@Ding Well, let’s start with basics then. The stuff you’ve told so far is really interesting. I believe you when you say that it’s difficult to you. Just don’t worry that you would not be smart enough, I think you are. You can see everybody agrees the documentation needs work, and you partially know a lot of this if you’ve learned Elm. If we discuss here about the difficult things, it can be used to improve the documentation and that helps the community to grow.
If we start from the basics, we got type declarations just like in the language you’re coming from. Elm uses a single colon on type declarations. Purescript uses double colon. I think the preferred custom would be use of the single colon because types are important. Though Purescript ended up retrieving this feature from Haskell that uses the single colon differently. Either way it’s ok I guess.
In purescript, you’d be writing:
a :: b
c :: d
Type, b
and d
in this example, could be thought of as terms that determine how other terms, a
and c
, should be interpreted.
The game semantic interpretation may be useful here. Types in Purescript can be interpreted as games. Type describes what kind of game you play, and the definition is a strategy that never loses that game.
Now I think this should be checked whether it’s correct. I think that the idea of “not losing” allows you to define strategies that repeat infinitely many times and do everything to stop the game from progressing. The traditional way to explain the interpretation is to say that the definition is a strategy that always wins the game. However it’d be a nonturingcomplete language that we’d be describing if you had to always win instead of preventing that you ever lose.
 If we got something like
(Unit)
, it’s a game where you always win. You don’t need to do anything and you can answer with the (unit)
. That is, unit is a valid play to Unit, and this may be claimed by writing unit :: Unit
.
You can follow this in try.purescript.org, If you like to do that, write in the following to give it a try:
a :: Unit
a = unit

If you got (Void)
, you can’t win. The opponent has (absurd)
to defeat you every time. This is useful to know because the sides may switch.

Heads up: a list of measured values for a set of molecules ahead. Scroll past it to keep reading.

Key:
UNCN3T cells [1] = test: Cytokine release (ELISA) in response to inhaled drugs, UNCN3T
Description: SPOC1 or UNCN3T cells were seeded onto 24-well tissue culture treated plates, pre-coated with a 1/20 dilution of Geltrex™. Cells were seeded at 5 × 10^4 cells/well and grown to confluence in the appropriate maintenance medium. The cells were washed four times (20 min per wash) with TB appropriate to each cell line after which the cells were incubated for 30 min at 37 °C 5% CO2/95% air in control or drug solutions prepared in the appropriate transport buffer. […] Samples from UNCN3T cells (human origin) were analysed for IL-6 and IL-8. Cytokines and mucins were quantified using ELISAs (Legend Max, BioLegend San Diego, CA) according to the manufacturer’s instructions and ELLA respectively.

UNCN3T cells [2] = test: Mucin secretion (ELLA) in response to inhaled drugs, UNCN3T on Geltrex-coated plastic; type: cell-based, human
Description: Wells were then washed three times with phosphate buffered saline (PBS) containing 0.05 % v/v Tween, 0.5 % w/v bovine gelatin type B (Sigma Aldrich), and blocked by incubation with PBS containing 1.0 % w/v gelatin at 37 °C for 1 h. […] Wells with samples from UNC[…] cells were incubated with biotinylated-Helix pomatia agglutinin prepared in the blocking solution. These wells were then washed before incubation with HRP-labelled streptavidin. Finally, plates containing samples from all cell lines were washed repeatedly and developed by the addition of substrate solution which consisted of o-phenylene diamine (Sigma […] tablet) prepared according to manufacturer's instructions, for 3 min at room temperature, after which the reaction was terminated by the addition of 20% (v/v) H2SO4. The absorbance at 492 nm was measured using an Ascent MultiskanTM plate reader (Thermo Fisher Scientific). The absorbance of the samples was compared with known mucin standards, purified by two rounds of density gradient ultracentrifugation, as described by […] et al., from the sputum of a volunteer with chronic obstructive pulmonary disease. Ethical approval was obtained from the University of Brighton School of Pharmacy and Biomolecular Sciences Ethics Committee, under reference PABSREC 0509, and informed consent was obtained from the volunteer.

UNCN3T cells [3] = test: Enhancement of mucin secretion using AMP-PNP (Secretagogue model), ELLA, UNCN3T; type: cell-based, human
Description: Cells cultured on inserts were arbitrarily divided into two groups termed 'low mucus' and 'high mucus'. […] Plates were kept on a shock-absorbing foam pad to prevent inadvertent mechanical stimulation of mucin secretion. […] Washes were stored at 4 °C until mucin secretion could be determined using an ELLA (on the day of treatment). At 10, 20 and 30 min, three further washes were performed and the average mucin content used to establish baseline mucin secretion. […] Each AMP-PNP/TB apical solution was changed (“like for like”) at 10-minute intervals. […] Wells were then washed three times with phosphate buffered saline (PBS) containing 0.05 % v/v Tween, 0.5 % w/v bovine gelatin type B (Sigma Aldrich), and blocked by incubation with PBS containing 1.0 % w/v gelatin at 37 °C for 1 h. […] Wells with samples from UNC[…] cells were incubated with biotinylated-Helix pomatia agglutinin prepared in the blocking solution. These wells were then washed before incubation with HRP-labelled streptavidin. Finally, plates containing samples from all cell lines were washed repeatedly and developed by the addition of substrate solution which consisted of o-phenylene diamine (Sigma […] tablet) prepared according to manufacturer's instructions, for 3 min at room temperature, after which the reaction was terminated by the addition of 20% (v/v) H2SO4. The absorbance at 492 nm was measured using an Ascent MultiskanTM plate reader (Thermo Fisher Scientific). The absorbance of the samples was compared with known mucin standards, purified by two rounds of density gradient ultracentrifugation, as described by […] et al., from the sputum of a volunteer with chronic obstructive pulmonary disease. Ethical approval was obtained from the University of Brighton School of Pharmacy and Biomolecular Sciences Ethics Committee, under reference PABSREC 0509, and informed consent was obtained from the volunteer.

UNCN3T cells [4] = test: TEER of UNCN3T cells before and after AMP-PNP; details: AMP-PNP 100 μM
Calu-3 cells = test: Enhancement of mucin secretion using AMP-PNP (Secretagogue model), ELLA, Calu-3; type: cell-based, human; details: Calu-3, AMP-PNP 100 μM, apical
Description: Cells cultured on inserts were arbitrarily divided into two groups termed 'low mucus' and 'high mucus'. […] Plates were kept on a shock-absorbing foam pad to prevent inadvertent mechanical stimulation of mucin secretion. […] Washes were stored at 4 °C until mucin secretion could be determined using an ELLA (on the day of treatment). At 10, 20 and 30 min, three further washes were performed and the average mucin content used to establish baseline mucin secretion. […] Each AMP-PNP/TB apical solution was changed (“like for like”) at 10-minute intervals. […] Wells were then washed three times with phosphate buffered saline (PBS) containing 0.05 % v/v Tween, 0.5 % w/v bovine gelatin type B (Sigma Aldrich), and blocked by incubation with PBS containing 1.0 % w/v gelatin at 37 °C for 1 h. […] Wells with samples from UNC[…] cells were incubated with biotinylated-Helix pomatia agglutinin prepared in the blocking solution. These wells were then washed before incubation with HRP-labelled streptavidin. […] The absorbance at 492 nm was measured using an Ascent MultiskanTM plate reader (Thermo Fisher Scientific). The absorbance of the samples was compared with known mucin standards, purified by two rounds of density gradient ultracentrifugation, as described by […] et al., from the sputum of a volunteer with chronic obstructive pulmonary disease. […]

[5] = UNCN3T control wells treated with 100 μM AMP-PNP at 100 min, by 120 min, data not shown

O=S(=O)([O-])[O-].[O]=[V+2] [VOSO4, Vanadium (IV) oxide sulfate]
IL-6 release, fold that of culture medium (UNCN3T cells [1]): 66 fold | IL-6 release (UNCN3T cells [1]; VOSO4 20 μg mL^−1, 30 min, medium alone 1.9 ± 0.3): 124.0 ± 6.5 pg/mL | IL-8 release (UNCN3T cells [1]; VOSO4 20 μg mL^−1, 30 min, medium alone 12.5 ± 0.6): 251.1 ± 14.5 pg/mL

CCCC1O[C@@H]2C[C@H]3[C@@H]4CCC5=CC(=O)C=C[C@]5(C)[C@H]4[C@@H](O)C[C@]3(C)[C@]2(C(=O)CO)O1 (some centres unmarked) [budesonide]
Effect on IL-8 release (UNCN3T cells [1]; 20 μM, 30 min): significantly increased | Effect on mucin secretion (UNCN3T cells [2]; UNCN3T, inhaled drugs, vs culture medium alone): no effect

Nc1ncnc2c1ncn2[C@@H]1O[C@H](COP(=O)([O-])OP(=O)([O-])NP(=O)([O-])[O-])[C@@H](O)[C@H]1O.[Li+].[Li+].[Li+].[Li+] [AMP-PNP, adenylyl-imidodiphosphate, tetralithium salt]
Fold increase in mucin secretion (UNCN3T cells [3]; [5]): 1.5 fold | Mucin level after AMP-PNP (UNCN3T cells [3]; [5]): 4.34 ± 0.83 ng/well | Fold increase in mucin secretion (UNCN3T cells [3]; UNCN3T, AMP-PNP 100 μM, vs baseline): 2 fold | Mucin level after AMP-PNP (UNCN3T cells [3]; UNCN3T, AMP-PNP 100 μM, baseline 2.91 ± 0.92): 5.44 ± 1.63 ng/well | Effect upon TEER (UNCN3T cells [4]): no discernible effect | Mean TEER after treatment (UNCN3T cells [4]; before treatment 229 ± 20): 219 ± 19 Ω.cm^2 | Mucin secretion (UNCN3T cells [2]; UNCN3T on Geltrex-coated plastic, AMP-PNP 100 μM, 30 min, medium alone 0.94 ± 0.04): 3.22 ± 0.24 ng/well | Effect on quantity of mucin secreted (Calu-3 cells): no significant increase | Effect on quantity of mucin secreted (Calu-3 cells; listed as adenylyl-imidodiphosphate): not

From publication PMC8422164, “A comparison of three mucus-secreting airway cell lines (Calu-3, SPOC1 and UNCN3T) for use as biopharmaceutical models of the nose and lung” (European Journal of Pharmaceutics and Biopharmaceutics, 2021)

forall a. b
is a game where the opponent can select the game a
and it gets substituted into the game b
. You are required to provide a strategy to not lose in any of games that opponent might construct by replacing a
with any type.

The arrow (a > b)
means for a game where you retrieve a variable to initiate the game (a)
with the opponent as many times as you want. You can use those plays to win in the game (b)
.
In the arrowgame, the opponent must supply a game (a)
to obtain a play to the game (b)
. The game is supplied with the “apply” syntax. Eg. If the (f)
is valid play to (a > b)
, and (x)
is valid play to (a)
, then (f x)
is valid play to (b)
.
Examples, here’s the “forall” and arrow together because they appear together a lot. The examples are examples of copycat strategies, you take an opponent’s play, and repeat it against himself:
c :: forall a. a > a
c x = x
d :: forall a b. a > b > a
d x y = x
Also the game where the opponent can’t win may be interesting:
e :: forall a. Void > a
e x = absurd x
 The record is a game where opponent may challenge you to play multiple games and you have to win them all.
{x :: a, y :: b, z :: c}
means you got games a, b and c. The opponent may select the game a with the label .x
, and so on.
Below’s an example of a game where opponent is challenged to multiple games with you, here’s also something crucial you already saw earlier. You put the opponent to play against himself and he can’t do anything else but to lose.
h :: forall a b c. {x :: a, y :: b, z :: c} > b
h record = record.y
Likewise to play such games, you got the record syntax to combine plays:
i :: {x :: Unit, y :: Int}
i = {x: unit, y: 4}
Now, if you understand this, next we can proceed for explanation of the Functor and the fat arrow (=>). We should verify that you understand these things before proceeding there though.
As an exercise, you could try to look at the lines starting with ::
and see how far you get. Can you explain what kind of games they represent?
An another exercise, describe an always winning strategy for this game (this means same as giving it a definition that passes a type checker and can be guaranteed to terminate):
s :: forall a b c. (a > b > c) > (a > b) > a > c
Some additional help to building terms in try.purescript.org: If you do this:
s = ?hoo
You get a different error that looks like this:
Hole 'hoo' has the inferred type
(a0 > b1 > c2) > (a0 > b1) > a0 > c2
Now you can start progressing with the solution:
s x = ?hoo
And you again get a different error:
Hole 'hoo' has the inferred type
(a0 > b1) > a0 > c2
in the following context:
x :: a0 > b1 > c2
It’s very much like playing some sort of a game.
If you feel something needs further explanation, or it still needs to be simpler, please let me know. I’ll supply with all you need to understand this way to understand Purescript. Also if you feel like it’s a bit silly, well… This is not something I came up with. I learned this and have found this useful, but I may not know how to express how it is useful.
Update: I think it’s about semantics. There is a bunch of PDF slides that say game semantics are a form of denotational semantics. Types have multiple semantics and those can be used to understand what types mean.
Also, how do everybody else think about this? Would this be a good approach to explaining Purescript? I think this is being used to explain formal logic, and I think it does also work here. Or have I mixed it up more?